To those that worked in the ivory television towers of the late 20th Century the encroaching loss of control over TV content must feel like the barbarians at the gate. However the battle for influence and control has always been there. British politician Tony Benn foreshadowed many of the current changes in a speech he made in 1968.
“Broadcasting is really too important to be left to the broadcasters, and somehow we must find a new way of using radio and television to allow us to talk to each other. We’ve got to fight all over again the same battles that we fought centuries ago to get rid of the licence to print and the same battles to establish representative broadcasting in place of the benevolent paternalism by the constitutional monarchs who reside in the palatial Broadcasting House.”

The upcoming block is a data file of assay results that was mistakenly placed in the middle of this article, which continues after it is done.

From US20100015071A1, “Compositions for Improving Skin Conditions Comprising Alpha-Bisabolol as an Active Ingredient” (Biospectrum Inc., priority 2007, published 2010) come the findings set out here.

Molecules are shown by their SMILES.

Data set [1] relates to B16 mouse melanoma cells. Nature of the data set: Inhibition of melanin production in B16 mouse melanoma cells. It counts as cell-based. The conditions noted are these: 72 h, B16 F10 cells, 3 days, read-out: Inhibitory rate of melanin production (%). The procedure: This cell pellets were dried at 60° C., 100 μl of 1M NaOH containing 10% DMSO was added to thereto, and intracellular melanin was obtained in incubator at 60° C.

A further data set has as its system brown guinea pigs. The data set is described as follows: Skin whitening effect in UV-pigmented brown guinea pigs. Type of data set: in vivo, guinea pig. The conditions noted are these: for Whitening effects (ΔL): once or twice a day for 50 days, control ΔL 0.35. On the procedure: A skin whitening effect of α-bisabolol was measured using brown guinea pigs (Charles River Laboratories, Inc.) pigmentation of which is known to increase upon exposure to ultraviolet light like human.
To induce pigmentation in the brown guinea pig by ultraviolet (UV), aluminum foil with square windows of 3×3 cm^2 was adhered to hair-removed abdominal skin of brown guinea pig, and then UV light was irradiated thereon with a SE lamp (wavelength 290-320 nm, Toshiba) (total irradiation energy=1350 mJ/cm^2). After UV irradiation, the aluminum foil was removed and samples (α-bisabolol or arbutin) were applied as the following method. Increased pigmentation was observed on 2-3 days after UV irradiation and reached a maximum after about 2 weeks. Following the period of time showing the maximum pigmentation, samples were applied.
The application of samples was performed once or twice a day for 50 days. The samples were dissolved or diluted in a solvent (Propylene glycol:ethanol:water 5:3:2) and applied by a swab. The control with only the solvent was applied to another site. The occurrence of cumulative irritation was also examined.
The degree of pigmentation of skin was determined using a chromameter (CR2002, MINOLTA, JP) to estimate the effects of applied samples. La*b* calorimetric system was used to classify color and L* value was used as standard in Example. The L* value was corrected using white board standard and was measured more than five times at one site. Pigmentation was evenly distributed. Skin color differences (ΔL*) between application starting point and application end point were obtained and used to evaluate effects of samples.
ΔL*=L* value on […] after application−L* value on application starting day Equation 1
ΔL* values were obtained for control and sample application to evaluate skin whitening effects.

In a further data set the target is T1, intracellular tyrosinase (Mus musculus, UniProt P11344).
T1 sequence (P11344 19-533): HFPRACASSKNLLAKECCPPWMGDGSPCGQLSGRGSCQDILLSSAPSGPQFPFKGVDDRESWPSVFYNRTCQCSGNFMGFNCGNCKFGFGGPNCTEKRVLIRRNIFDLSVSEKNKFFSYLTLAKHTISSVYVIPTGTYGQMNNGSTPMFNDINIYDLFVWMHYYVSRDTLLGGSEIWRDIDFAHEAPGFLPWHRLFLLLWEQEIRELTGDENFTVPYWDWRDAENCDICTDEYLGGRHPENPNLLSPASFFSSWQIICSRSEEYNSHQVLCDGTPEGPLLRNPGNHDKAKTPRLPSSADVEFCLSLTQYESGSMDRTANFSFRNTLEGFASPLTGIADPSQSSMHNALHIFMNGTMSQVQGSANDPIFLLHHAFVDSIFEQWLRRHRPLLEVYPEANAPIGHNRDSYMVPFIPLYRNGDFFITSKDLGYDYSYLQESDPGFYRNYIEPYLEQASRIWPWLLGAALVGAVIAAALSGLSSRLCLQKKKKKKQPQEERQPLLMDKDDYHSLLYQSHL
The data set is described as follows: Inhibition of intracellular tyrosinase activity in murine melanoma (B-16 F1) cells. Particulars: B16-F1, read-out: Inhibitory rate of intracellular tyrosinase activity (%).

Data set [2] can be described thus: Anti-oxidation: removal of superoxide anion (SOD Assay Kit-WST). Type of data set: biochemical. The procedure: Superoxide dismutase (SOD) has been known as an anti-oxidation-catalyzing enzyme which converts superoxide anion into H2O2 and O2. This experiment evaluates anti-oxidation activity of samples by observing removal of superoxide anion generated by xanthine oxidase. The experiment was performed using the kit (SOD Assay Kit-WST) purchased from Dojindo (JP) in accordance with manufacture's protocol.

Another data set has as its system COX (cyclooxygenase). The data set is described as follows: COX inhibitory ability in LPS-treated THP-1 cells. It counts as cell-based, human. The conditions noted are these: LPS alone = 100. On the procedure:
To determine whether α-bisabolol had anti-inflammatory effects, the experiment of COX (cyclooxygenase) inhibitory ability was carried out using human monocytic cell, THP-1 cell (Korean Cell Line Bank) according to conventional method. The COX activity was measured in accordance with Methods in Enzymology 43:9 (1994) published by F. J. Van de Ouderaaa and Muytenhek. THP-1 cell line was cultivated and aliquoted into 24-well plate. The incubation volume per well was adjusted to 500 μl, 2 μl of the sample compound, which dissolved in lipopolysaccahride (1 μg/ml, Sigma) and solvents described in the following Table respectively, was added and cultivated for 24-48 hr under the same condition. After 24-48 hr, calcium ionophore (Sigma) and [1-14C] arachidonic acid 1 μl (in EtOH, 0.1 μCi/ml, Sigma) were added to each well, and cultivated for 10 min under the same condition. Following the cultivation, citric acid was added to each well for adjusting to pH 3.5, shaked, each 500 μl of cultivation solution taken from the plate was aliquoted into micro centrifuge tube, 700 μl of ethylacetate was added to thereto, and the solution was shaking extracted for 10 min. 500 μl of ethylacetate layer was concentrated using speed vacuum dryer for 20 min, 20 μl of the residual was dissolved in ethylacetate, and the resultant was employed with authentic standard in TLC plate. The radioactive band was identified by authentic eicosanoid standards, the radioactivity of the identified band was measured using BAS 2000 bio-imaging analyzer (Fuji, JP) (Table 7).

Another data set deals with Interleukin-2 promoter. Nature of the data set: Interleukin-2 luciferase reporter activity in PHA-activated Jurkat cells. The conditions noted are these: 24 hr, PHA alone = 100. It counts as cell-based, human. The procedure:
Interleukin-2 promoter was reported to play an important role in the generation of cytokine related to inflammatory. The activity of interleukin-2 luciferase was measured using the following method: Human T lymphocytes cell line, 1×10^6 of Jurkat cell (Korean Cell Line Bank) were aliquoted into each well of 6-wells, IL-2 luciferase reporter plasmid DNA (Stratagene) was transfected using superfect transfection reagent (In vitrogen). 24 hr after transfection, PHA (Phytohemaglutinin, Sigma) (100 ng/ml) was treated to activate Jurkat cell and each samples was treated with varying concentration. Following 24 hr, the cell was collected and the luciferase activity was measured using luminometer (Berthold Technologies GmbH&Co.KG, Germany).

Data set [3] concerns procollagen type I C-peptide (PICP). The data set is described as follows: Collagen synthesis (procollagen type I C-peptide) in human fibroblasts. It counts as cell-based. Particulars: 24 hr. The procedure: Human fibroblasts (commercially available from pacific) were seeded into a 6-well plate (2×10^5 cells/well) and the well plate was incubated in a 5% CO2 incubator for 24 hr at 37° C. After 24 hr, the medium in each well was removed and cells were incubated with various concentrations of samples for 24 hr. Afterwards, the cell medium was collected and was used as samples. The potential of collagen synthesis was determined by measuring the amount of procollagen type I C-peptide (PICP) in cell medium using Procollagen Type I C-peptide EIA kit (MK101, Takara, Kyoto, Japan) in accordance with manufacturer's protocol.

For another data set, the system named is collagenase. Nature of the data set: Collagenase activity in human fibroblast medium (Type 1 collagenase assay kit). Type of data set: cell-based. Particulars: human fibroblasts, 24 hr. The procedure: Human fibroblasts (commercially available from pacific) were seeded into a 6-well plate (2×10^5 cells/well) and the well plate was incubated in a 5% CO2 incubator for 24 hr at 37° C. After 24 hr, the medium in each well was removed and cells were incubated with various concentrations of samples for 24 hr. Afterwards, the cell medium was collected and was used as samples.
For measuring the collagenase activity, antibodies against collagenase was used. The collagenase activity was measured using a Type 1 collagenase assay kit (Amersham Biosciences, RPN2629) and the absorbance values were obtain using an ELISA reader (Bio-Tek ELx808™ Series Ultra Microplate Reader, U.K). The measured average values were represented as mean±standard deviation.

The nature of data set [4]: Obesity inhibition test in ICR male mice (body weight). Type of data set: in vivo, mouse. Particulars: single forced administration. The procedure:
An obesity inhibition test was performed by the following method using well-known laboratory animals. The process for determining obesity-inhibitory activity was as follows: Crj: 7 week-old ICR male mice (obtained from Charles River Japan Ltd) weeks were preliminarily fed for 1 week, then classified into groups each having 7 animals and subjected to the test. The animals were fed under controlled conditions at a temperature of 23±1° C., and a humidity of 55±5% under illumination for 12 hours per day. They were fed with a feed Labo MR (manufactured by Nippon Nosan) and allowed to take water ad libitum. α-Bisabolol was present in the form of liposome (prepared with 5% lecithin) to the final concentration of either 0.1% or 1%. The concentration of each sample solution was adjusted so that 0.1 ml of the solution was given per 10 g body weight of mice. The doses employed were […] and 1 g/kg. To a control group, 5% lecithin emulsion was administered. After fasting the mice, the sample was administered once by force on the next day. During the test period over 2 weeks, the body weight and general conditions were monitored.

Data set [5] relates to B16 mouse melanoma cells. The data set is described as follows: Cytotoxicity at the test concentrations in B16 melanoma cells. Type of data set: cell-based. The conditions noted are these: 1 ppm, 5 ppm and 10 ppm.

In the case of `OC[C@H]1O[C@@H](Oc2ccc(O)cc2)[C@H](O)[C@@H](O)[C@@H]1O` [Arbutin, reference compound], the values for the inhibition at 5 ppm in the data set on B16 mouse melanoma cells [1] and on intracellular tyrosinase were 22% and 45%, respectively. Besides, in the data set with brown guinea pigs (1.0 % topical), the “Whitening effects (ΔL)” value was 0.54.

Four decades later Conservative politician George Osborne acknowledged that control of the media and the message was now changing hands. “With all these profound changes …and the rise of user-generated content, we are seeing the democratisation of the means of production, distribution and exchange…People are no longer prepared to sit and be spoon fed. ”
Given their paramount need to communicate with the voters the politicians are able sometimes to see and understand the changes long before those that operate within rapidly changing media circles. Barack Obama’s election is the proof that UGC and social media is now high up on every political campaign agenda.